It is normal for people to experience acute grief when they lose a loved one. As first explored in the book “On Death and Dying” by Elisabeth Kubler-Ross, there are five accepted stages of grief. People move through these stages at different intervals, but most people find themselves in the end stages within several months of a loss.
Normal or typical grief is experienced whenever we lose something that is important to us. The loss may be the death of a loved, the death of a cherished pet, or even the loss of a job. Each person spends different lengths of time moving through each stage of grief, and each is experienced with differing intensity. For some, the five stages are followed in order, but other people may skip through stages in seemingly no order at all.
During normal grief, people navigate the following stages: denial, anger, bargaining, depression, and acceptance.
In the denial stage, people often refuse to believe that their loved one is really gone. When the grieved become angry, they may lash out at those around them. In the bargaining stage, people often try to make deals with a higher power. I will do this or that if you return my loved one to me. Finally, people work through the depression stage and into the acceptance stage.
This process is completely normal, no matter the loss. No one can be rushed through the process. What is not “normal,” however, is for someone to still be working through these stages a year or more after they experience a loss.
People are considered to be embroiled in complicated grief or prolonged grief disorder (PGD) when they cannot navigate through the symptoms of normal grief. These people appear to be stuck in one stage of grief or another, unable to move on. When the symptoms of normal grief extend beyond a few months, friends and loved ones should be on the lookout for the general characteristics of PGD.
- Feelings – There are several feelings associated with PGD. These include guilt, sadness, anger, denial, betrayal, guilt, and emptiness.
- Responses – People with complicated grief may withdrawal from friends, develop additive behaviors, and either avoid social events or being alone.
- Thoughts – People who are dealing with PGD often have thoughts of the death not being real. They think they will never get over the grief of losing their loved one.
- Physical Health – During struggles with PGD, people often lose their appetite, have sleeping problems, lack motivation to do anything, and experience persistent fatigue.
To be diagnosed with PGD, people have to meet a sense of criterion. These include:
- Event – Loss of a loved one or significant other.
- Separation Distress – One of the following three symptoms must be experienced to a disruptive degree: intrusive thoughts, intense feelings such as pain and sorrow, and a yearning for the person that has been lost.
- Cognitive/Emotional/Behavioral Symptoms – Five or more of the following symptoms must be present to be diagnosed with PGD:
1. Diminished sense of self or identity confusion.
2. A difficult time accepting the loss.
3. Avoidance of mementos, memorabilia or other reminders of the loss.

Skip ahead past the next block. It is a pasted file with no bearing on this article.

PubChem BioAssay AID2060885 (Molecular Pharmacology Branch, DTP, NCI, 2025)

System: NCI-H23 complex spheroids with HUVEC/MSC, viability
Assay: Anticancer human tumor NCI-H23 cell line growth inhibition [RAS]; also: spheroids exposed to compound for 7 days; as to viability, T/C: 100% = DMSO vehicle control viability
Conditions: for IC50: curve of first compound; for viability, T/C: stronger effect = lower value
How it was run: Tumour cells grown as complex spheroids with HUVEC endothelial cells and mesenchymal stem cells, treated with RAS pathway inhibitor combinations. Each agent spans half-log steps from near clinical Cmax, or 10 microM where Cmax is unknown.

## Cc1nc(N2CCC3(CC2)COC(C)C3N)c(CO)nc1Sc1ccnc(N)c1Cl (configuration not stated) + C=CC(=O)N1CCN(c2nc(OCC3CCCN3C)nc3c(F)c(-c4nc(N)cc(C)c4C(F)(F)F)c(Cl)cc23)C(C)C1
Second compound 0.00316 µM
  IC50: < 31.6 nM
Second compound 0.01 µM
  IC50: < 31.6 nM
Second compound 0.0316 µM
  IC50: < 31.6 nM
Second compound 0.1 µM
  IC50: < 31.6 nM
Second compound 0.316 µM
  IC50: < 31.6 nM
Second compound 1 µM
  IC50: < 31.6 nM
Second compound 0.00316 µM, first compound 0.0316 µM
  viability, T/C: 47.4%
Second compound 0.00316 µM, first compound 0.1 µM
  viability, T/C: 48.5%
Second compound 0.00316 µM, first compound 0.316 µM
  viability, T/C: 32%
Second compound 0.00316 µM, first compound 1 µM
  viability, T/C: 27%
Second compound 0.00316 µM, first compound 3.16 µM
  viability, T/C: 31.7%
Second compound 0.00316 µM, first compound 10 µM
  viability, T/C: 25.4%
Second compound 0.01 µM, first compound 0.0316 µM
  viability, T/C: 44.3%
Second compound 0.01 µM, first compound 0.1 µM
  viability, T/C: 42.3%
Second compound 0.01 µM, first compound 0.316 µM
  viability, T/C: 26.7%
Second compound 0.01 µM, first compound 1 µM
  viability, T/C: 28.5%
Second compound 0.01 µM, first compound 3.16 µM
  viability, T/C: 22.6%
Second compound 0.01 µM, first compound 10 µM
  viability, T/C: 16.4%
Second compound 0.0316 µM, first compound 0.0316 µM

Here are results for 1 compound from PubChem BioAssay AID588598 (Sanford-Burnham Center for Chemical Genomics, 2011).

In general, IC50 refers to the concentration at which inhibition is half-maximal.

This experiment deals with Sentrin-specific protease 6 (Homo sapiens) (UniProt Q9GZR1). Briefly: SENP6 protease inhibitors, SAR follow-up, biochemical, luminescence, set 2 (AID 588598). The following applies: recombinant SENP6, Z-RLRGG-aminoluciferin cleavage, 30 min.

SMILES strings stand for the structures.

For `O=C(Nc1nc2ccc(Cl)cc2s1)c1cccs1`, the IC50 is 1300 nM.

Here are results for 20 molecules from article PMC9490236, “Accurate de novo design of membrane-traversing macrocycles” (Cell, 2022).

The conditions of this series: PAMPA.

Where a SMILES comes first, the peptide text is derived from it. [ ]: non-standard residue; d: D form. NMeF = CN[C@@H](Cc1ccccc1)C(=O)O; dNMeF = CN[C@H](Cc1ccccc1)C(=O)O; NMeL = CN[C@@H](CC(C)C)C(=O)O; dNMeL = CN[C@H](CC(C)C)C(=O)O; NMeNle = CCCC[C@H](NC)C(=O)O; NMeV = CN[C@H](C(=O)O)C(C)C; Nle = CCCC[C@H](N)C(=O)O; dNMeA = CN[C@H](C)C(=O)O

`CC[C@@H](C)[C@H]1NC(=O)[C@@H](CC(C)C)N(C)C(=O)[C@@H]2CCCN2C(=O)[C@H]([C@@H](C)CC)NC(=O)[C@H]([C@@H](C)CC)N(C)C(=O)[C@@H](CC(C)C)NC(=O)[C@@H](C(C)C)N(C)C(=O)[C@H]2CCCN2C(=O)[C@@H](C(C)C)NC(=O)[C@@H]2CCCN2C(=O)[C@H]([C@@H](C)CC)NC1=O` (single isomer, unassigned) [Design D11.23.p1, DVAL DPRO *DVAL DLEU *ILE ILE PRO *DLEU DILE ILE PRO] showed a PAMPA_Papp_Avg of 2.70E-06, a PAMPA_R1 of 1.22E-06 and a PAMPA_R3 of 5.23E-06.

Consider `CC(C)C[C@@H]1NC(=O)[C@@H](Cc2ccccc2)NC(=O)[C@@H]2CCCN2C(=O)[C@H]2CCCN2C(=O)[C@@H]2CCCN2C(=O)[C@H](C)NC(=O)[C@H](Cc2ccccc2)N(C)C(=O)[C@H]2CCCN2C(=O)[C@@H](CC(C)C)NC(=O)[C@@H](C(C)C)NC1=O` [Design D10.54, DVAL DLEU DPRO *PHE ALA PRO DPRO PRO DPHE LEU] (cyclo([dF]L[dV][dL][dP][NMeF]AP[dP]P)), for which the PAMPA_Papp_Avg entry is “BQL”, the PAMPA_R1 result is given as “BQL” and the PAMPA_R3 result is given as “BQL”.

4. A loss of trust in others.
5. Anger or extreme bitterness.
6. Inability to move forward with life.
7. Absence of emotion.
8. A feeling that life is meaningless.
9. Remaining shocked or stunned by the loss.
- Duration – The symptoms of grief must persist beyond six months of the date of loss.
- Impairment – The symptoms of PGD cause impairment or significant distress in areas of functioning.
- Other Mental Disorders – PGD should not be diagnosed in lieu of other medical disorders such as PTSD, major depressive disorder, or generalized anxiety disorder.
People who are dealing with PGD need to treat their symptoms of grief a bit differently than they would treat symptoms of normal grief. Caregivers should also be mindful of treatment strategies for this type of grief. It is extraordinarily rare for people dealing with PGD to be able to get through it on their own.
Treatment strategies for PGD include:
- Mindfulness – People with PGD should learn to be mindful of the moment. This is a Buddhist teaching not unlike meditation. Learn to experience your emotions in the present so that you can better control them.
- Stress Management – The way that people manage stress is an individual process. Learn how to manage your stress effectively. You may do so by listening to music, creating something with your hands, or exercising.
- Problem Solving – Learn successful problem solving skills. These include knowing how to identify the problem, and how to identify the options available for solving the problem.
- Set Goals – Set short- and long-term goals for yourself. What do you want to do tomorrow? What do you want to achieve next week? Work towards these goals daily.
- Manage Anger – No matter how much anger you feel, you must keep it under control. A professional counselor or therapist can give you coping strategies for your overwhelming feelings.
- Participate in Activities – Your first instinct may be to shut yourself off from the world, but don’t. Participate in activities that you find enjoyable, whether by yourself or with a friend.
- Sleep – Develop proper sleeping patterns. This may take time but it can be achieved by going to bed at the same time and waking up at the same time.
- Know Your Anxiety – Anxiety is a normal human emotion. Learn how to identify your anxiety and label its level. Develop coping mechanisms for your anxiety.
Treatment methods and coping skills for PGD can be delivered by a trained counselor or therapist. It is very difficult to understand how to get through this overwhelming and emotional time on your own. Professional grief counselors can teach you how to understand, label and cope with the emotions that you feel on a daily basis. The important thing to understand is that, even if you don’t believe you will, you can move on.
Updated: October 2, 2014